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Okay, here I go again. Don't even have the Tektons open and I think I need more. Shhhhhh, don't dare tell me wife.

 

I'm thinking about making a 3 channel home theater with a sub. I could use the KHorns for mains, but want to see what other folks suggest. To me, I prefer the stereo sound really rather than that darn directional center for some reason, but I'll likely hook one up to prove I don't use it. I'm probably just bi-polar. Even tho I say HT, 90% would be just stereo music listening.

 

The room is fairly large - probably 28 x 20ish, combined kitchen and living room.

 

I've heard real good things about these subs and it's in my price range. In fact I hear they are womderful. Course I've never heard one myself. http://store.epiksubwoofers.com/ProductDetails.asp?ProductCode=50

 

What might you suggest for mains in the max $5,000 per pair range? Wish I could swing something like BW 803Ds, but I'm not sure I should spend that much. Maybe something like Dynaudio 3.4s? What cha suggest I hunt down to listen to? I'm trying to set my addiction to KHorns aside and be objective here! So what cha think?

 

 

 

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This will be a tough one to find, but I suggest listening to a pair of Avalon Acoustics. They have speakers in many price ranges surprisingly :-) Also, have you looked at REL subwoofers?

 

I too am a fan of B&W and always recommend any pair of speakers in the 800 series. I used to have a pair of 802 speakers and they were fabulous!

 

Founder of Audiophile Style

UPDATED: My Audio Systems -> https://audiophile.style/system

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Agree - heard nice things about REL too. Seems if you go at it knowing you will use a strong sub, then you can worry a bit less about low end on the mains. I'll snoop Avalon - thanks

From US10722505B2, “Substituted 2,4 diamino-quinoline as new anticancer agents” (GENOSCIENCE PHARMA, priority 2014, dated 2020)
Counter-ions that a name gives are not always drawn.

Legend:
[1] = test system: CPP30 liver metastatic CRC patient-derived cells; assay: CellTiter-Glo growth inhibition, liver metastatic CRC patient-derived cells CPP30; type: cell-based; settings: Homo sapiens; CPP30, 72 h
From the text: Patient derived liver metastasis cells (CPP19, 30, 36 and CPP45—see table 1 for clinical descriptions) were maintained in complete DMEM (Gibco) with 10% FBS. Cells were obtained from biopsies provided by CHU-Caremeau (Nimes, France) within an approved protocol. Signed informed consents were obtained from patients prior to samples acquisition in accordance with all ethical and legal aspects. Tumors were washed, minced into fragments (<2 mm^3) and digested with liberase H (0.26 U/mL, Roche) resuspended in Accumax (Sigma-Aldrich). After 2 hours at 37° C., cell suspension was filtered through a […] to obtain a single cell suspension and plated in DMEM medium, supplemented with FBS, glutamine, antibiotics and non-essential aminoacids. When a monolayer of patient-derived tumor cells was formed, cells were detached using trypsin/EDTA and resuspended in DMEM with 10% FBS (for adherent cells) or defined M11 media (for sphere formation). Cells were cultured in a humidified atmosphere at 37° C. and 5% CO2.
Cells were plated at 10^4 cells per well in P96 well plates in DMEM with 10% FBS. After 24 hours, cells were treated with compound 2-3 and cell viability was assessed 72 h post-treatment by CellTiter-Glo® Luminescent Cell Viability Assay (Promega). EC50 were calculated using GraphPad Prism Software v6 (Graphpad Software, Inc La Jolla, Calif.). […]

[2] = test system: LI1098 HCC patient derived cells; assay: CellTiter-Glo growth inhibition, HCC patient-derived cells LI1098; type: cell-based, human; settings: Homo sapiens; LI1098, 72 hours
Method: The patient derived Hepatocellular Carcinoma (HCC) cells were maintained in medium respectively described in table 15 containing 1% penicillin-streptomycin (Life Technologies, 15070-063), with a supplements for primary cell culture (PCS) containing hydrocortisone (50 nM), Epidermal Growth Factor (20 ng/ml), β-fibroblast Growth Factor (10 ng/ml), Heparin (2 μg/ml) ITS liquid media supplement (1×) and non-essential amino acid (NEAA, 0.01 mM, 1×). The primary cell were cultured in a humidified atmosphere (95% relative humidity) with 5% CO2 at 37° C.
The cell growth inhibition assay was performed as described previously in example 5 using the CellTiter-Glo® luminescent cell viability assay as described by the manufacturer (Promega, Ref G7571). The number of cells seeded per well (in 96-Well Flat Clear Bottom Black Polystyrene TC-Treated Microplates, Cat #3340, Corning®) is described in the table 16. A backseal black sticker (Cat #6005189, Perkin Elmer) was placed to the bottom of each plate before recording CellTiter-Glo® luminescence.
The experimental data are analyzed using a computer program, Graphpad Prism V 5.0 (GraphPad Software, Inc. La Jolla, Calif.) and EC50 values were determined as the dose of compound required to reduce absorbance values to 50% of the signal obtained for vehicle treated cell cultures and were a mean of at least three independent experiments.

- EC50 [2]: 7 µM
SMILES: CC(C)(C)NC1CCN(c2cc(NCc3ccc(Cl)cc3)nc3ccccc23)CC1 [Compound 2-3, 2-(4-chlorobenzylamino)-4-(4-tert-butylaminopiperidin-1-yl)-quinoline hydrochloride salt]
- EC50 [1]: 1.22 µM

What did you replace your 802's with?

 

Eager to hear Rick chime in.

 

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Obviously speakers are very subjective but the first thing I would say is that the new B&W 800 series, although they look very similar, are vastly better than the Nautilus series. Much better driver integration and in my view more musical. If you can live with something that isn't a piece of furniture, the Vandersteen 3A's are an incredible value at 4K. And surprisingly for a 1st order crossover design, they do theater dynamics very well if you have the voltage for it. The WAF is fairly low but can't be much worse than K-horns (forgive me, markr). The very natural response and the immediacy and "rightness" of the 1st order Xover is very effective on theater fare, not to mention music.

 

How far apart are your L/R's going to be and how wide is your listening seating? I know this goes against the grain but I think the best center channel is none. I completely agree with Gordon Rankin on this one. I use Vandersteen 5A's and feel no need for a center or a sub. Of course the 5A's have a great sub built in, albeit not as an LFE channel and I am about 14' from the speakers. The vast majority of center channels do not sound like their matching L/R's. Unless you are too close or have a very wide listening area, I would spend the money on better speakers, or just save the money (that was for you, Tim). You can always add a center down the road should you feel the need.

 

I have never missed having a center in my system and it goes without saying that my "center" perfectly matches the L/R's.

 

Audio Research DAC8, Mac mini w/8g ram, SSD, Amarra full version, Audio Research REF 5SE Preamp, Sutherland Phd, Ayre V-5, Vandersteen 5A\'s, Audioquest Wild and Redwood cabling, VPI Classic 3 w/Dynavector XX2MkII